Photo/Illutration Plaintiff supporters celebrate after hearing the ruling by the Hiroshima District Court in Hiroshima’s Naka Ward on July 29. (The Asahi Shimbun)

A local court has issued a ruling that is a scathing indictment of the government’s policy of limiting a relief program for atomic bomb survivors based on a scientifically questionable zoning of the areas exposed to radioactive "black rain.”

The ruling proposes a new approach that places primary importance on individual atomic bomb survivors’ testimonies about their experiences and their actual health conditions in determining their eligibility for the program.

The program provides health coverage for hibakusha suffering from health problems related to their exposure to the radiation from the nuclear attacks.

Soon after the U.S. bombing of Hiroshima 75 years ago, precipitation, blackened by fallout particles mixed with carbon residue from citywide fires, fell on the city.

The Hiroshima District Court’s ruling on July 29 was a victory for 84 plaintiffs composed of survivors of the bombing who were exposed to the rain containing various irradiated materials and bereft families.

As they are not covered by the relief aid program, they filed a group lawsuit demanding the government provide them health coverage for the ongoing health impacts of the exposure. The ruling recognized all people who were exposed to the rain as hibakusha.

The government has divided the areas where the radioactive rain fell into “heavy rain” and “light rain” zones. Only people who were in the “heavy rain” zones are covered by the program under the atomic bomb victims relief law.

The zoning is based on a survey conducted by a local meteorological engineer immediately after the victims were exposed to the radiation.

The ruling argued that the zoning is nothing but a “rough yardstick” based on limited data collected during the chaotic period following the bombing. It should not be used to limit the parts of the city to be regarded as exposed to radiation.

A later survey estimated that the total area exposed to the radioactive rain was four to six times larger than that of the “heavy rain” and “light rain” zones. Even these findings, the court said, failed to clarify the geographical scope of exposure.

From this point of view, the court examined the testimonies about the black rain of each of the plaintiffs who were in the “light rain” zones or farther and their health conditions. As their testimonies are sufficiently specific and credible, the ruling concluded, victims outside the “heavy rain” zones should also receive aid under the program if they have developed certain health conditions.

The district court ruling, which denied the effectiveness of the simple zoning method, offers an approach to recognizing hibakusha that reflects the realities of the experiences of the victims.

Also notable about the ruling is its recognition of the relevance of the plaintiffs’ claims that they consumed water and crops contaminated by radioactive materials.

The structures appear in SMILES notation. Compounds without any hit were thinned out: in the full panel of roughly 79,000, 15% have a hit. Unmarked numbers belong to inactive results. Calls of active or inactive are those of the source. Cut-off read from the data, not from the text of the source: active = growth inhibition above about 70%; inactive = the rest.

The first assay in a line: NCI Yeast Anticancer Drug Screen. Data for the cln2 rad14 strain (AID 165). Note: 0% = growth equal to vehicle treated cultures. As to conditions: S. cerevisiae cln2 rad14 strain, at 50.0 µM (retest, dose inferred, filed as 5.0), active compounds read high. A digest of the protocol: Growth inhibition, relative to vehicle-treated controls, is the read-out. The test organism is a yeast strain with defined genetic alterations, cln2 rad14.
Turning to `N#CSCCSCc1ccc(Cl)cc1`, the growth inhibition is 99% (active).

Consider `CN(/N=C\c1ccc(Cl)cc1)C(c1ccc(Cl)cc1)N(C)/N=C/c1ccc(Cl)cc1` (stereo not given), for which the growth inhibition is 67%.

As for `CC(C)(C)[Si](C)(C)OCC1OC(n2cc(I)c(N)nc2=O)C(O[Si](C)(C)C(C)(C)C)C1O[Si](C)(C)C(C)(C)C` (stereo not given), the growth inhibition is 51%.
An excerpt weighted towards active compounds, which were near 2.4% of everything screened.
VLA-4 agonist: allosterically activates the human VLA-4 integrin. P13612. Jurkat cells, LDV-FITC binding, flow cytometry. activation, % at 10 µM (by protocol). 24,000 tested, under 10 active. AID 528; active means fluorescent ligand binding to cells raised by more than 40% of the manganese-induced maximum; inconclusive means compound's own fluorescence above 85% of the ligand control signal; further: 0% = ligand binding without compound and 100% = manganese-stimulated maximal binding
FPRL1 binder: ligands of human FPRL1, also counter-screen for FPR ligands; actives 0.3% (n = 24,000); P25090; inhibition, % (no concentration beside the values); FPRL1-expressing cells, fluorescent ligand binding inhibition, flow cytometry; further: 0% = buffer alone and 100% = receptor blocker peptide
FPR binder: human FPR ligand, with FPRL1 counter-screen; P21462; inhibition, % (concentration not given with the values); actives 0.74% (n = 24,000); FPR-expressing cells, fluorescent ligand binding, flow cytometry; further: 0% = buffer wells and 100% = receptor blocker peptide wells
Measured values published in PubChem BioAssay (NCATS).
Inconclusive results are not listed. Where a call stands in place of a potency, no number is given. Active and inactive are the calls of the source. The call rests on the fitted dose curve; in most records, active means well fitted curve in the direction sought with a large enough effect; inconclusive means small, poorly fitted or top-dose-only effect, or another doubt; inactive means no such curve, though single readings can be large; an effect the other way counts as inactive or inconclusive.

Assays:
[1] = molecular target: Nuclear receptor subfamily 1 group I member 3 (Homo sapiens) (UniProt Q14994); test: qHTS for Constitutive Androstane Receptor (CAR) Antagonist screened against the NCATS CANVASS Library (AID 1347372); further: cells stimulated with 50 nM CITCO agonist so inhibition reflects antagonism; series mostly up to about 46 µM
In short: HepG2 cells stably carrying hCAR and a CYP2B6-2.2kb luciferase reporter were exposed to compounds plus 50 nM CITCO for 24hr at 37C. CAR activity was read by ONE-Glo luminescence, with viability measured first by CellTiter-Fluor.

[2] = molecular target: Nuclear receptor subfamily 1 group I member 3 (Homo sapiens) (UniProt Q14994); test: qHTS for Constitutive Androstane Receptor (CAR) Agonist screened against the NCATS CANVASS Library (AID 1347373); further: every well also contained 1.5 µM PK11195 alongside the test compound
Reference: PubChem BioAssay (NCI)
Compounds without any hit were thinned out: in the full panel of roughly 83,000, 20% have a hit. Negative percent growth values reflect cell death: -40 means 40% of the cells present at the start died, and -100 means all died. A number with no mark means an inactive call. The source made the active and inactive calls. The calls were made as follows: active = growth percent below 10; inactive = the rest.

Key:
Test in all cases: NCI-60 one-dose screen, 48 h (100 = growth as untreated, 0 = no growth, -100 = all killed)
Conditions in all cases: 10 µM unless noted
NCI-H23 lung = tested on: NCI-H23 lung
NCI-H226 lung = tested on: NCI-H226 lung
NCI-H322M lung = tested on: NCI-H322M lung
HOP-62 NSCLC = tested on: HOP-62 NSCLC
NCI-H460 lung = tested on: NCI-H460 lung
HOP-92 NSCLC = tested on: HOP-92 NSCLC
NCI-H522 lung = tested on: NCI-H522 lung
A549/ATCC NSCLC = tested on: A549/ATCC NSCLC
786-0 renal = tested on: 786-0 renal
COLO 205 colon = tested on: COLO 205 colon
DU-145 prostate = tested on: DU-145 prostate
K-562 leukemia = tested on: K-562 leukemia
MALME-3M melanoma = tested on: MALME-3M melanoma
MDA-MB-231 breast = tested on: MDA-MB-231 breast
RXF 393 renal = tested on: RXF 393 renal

The ruling referred to the need to take into account “internal exposure,” which occurs when a radioactive material enters the body through ingestion and differs from “external exposure,” which means exposure to a penetrating radiation field from an external source such as exposure to the black rain.

During the trial, the government demanded that the plaintiffs provide sophisticated scientific proof that their health conditions were caused by exposure to radiation and denied the effects of internal exposure. The ruling rejected the government’s arguments.

The plaintiffs sued the Hiroshima prefectural and municipal governments, but the central government was also involved because the local governments issue “hibakusha health books,” which show the holders are officially recognized as hibakusha, on behalf of the central government. The plaintiffs demanded that they receive the books.

But the prefectural and municipal administrations have been calling on the central administration to expand the areas covered by the aid program according to their own surveys. The ruling has made it clear that the central government should revise its traditional stance toward the issue.

But it has also put pressure on the prefectural and municipal administrations to clearly demonstrate their commitment to supporting the survivors and launch a powerful lobbying campaign to press the central government to avoid appealing the ruling.

Seventy-five years from that summer day, the remaining atomic bomb survivors are all advanced in age. But the full implications of their exposure to the radiation from the bombs have yet to made clear. The trial has brought this grim reality to the fore.

There are also many survivors in Nagasaki who have been mercilessly denied the benefits of the relief program due to the same reason that has caused suffering for the plaintiffs in Hiroshima.

As the only country that has suffered nuclear attacks in war, Japan should become more active in providing relief to victims in line with the unique characteristics of their exposure. The central government has a duty to adopt and implement such a policy under the hibakusha relief law.

--The Asahi Shimbun, July 30